Ah 2010, I remember it like it was yesterday. Minecraft was in beta, Braid and Limbo were winning awards. It seemed like the future held no limits for indie games. If studios of one or a few people could create such wonders, what would come next? The answer was Kickstarter, IndieGoGo, Steam Greenlight and Early Access. The future was now and we were getting directly involved with the development of these games, even getting to know the developers as individuals.

Then at some point, as inevitably happens, reality caught up with us. Those indie developers started to get caught up in the churning maelstrom of marketing and publishing across multiple platforms. Kickstarter campaigns falling behind or disappearing without a trace became so common, memes developed left and right. What’s even worse, almost every project that involved a legendary studio or creator breaking away from a big publisher went down in flames. By the beginning of last year, it seemed that indie development was truly a fad. Journalists jumped over one another to declare it dying or dead.

Then something magical started to happen.

That “invisible market correcting arm” nonsense actually worked for once and a new publishing model started to emerge. Companies with no track record of publishing games, started looking into ways to create a new paradigm. Facebook suddenly had a gaming service. Gamestop was publishing indie games, playable in your web browser. Most unexpected of all, limited runs of physical collector’s editions became a popular trend in indie games. This is where we come in. Suddenly, creators of collectible merchandise like LootCrate, ThinkGeek and us here at Geekify in sunny Broomfield, CO, were not only making posters and keychains, but also printing game discs and cases. We became game publishers in the most unlikely way.

This is just the kind of new market shift that can create incredible innovation. Traditional publishers are very top heavy in comparison to indie developers. It just doesn’t make sense to spend millions and employ 50 marketers, to promote a game developed by ten people for thousands of dollars. It also doesn’t make sense to over-monetize indie games, trying to milk DLCs and quick sequels out of them. Indie games generally thrive on their audacity and originality, so that model immediately kills their internet street cred. Microsoft may have pulled it off once with Minecraft, but they also kind of broke the mold for anyone else’s use. Consumers are now extremely leery of $15 games that turn into $500 games. So blowing a pile of money on marketing, hoping to make it back with further DLC, is not such a viable scheme anymore.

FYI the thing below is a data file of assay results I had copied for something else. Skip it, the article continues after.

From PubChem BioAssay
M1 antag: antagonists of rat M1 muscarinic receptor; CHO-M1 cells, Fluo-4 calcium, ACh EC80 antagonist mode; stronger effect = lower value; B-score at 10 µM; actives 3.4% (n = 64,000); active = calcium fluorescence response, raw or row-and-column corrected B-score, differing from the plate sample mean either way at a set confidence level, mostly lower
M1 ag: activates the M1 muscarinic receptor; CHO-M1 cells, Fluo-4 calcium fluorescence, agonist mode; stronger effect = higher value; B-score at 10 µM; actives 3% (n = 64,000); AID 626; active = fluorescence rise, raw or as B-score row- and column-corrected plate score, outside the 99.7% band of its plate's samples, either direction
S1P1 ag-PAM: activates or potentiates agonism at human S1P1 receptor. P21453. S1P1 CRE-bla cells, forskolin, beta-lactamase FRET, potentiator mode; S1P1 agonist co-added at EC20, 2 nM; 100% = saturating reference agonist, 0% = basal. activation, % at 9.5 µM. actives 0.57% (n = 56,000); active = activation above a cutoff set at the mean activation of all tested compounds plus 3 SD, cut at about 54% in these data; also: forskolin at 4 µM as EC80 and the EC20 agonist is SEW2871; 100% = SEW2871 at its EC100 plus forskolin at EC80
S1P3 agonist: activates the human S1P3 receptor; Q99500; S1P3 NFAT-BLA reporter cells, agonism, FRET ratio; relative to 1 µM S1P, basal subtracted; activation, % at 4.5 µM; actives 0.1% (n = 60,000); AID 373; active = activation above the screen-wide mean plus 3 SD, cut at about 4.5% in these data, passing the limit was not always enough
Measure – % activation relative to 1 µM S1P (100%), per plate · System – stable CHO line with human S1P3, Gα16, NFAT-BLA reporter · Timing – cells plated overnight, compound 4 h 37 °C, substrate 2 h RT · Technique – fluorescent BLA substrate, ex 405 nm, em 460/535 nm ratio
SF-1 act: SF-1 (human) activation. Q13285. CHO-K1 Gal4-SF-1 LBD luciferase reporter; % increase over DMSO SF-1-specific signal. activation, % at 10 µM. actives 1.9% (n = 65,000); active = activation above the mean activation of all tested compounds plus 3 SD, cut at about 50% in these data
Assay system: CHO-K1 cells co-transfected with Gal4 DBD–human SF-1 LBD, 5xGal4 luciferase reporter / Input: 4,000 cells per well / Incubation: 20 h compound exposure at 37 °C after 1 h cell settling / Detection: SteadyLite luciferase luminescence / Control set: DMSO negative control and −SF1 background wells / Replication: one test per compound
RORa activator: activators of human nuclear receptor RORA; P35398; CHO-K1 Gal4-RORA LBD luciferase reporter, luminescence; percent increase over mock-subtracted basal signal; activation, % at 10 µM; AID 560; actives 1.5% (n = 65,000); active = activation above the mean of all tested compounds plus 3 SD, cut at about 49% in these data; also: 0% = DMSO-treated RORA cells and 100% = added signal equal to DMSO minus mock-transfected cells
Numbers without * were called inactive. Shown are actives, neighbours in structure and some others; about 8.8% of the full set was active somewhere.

Fortunately, digital publishing has become extremely low-entry on most platforms. Almost anyone can manage to get a game on Steam and Sony has made great strides to reduce the barriers on their PSN as well. Even Microsoft and Apple, traditionally the slowest and most difficult to publish on, have made their application processes easier. Nintendo is still Nintendo, but they are at least giving us a little hope these days.

With this process no longer requiring a long and costly negotiation, the role of the publisher can be much simpler. If no further negotiations are required, it really comes down to marketing and the production of any physical copies. With indie games, physical copies are generally very limited-run and packaged with lots of goodies. So why not just cut out the middle men and have the companies that make that stuff do it all?

After all, none of those corporate suits are as hip as we are. We’re already at the conventions where you want to show off your game. The streamers and services that you would want to promote you, are often already our customers. We don’t see your game as something to profit from or a piece for our portfolio, we want you to make it so we can play it! Most of all we can do it cheaper, faster and more grassroots than those big bloated dinosaurs. The biggest contributor to the problems I listed above is studios running out of money, because they spent it on marketing and publishing costs. With smaller, more agile and younger companies stepping into the market void, we can start to change that.

Here at Geekify Inc, we’re aiming to be right at the center of this. Not only are we establishing relationships with developers of the games currently in progress, we are thinking and planning for the healthy indie game industry of tomorrow. We have a few projects down the pipeline to revolutionize licensing and publishing for you, the little guy. Because our goal is for you to create the things we all want to play. We want you to stay creative and keep developing, not get beaten down by the corporate game machine and go start your own brewery in Timbuktu instead.

So keep your eyes on our blog and social media accounts in the coming months, for updates on this exciting new development. Our partnerships in Kickstarter fulfillment are just the first step into a larger world.

 

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